By Dilenjit Singh
SINGAPORE - It might not have the glamour of Formula One or the street credibility of the World Rally Championship, but cars slipping and sliding sideways in tandem offer sponsors the most value for their dollar.
That's the verdict of Asia's drifting supremo Marcus Lim.
Said the CEO of Driftpac, the regional franchise holder of American motorsports brand Formula Drift: "If you are a Singaporean company and you want to sponsor an F1 team or a Grand Prix, it's going to cost you millions.
"But in our sport it's not going to cost you as much, but the exposure offers more bang for your buck than any other motorsport event.
"Canon knows that, they were involved in F1 before and they've come onboard with Formula Drift this year because, at the end of the day, we give them the eyeballs they want.
"You can count how few motorsports have live TV coverage and we are one of them with ESPN STAR Sports broadcasting the races and being an event organiser."
Driftpac is responsible for the relatively new sport of drifting in Asia and Australasia bar Japan, the birthplace of the sport where it is practised at a very technical level.
While the sport might be technical in nature and not premised on finishing fastest like most traditional motorsports, it has begun to develop a following with the fans and traction with sponsors.
Said Lim: "When we started out five years ago, the sponsors were all very endemic - like car companies or oil companies.
"But today we have shifted to include companies like Canon and X-mini who have nothing to do with the auto industry, but they recognise the entertainment value of the sport.
"I tell people we are like WWE (World Wrestling Entertainment), but the races are not rigged.
"It's like a visual show, we don't want to push it as a motorsport event, we want to push it as an entertainment event.
"When F1 comes to town, it's a pure race, going from point A to point B. But this is different - what goes on on the track is one thing and what happens off it is another.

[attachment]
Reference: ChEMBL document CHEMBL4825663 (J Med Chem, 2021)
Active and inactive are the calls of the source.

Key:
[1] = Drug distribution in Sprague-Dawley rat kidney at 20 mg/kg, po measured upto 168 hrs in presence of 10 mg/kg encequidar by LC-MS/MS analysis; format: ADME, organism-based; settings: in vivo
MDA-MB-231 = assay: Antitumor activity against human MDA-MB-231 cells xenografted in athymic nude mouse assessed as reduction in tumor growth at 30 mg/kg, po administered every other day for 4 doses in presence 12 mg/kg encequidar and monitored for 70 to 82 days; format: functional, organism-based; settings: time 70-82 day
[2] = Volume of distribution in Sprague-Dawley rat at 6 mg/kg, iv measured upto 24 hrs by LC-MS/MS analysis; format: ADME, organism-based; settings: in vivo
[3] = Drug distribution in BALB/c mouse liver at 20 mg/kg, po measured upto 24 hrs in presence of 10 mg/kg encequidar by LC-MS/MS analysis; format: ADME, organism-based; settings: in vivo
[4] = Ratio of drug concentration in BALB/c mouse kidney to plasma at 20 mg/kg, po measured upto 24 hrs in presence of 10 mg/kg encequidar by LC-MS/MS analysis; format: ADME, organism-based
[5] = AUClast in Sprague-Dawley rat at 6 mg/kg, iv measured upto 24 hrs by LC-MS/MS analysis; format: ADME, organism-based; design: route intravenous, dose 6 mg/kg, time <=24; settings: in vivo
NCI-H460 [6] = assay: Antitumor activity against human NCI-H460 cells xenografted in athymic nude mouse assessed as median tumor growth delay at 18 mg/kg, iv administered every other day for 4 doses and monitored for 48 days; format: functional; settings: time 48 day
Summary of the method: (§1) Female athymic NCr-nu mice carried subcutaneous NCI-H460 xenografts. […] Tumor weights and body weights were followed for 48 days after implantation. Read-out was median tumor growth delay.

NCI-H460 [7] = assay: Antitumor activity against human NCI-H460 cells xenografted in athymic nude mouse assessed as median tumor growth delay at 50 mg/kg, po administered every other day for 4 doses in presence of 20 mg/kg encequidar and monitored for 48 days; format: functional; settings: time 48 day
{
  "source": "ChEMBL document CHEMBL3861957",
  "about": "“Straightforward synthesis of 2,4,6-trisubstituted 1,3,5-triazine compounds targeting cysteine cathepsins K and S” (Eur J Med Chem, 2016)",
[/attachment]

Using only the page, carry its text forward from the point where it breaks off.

"There is an entire lifestyle surrounding drifting."
That lifestyle was prevalent at the Malaysian leg of the Formula Drift 2012 Asia Pro Championship at Speed City in Kuala Lumpur last month as undaunted by the pouring rain, the 2000 "motorheads" unleashed their umbrellas and thronged the side of the track for a close-up look of the coasting action.
Their core fan base who Lim describes as "16- to 40-year-olds who enjoy good show" might be sucked in to the sport, but what's the formula to get other fans drifting towards the sport?
Said Formula Drift co-founder Ryan Sage: "The biggest challenge is getting people to recognise and appreciate the subjective nature of this sport. In traditional motorsports, it is pretty straightforward - who gets from point A to point B first wins.
"But with drifting, which is more subjective, it is like skateboarding or BMX - the X Games crowd. Essentially, it mixes traditional motorsports and action sports and that's why it's such a great hybrid sport.
"Also, there's is the aesthetic factor, just watching cars slide sideways which is an entertainment within itself."
Singaporeans can get their fix of cars sliding sideways action at the Singapore leg of Formula Drift 2012 Asia Pro Championship which will be held at the Changi Exhibition Centre on June 30 and July 1.
Tickets are on sale from Friday at Sistic with pre-sale grandstand tickets costing $55 and walkabout passes $30. Purchasing tickets on event day itself would cost $10 more for both grandstand and walkabout passes.
This article was first published in The New Paper.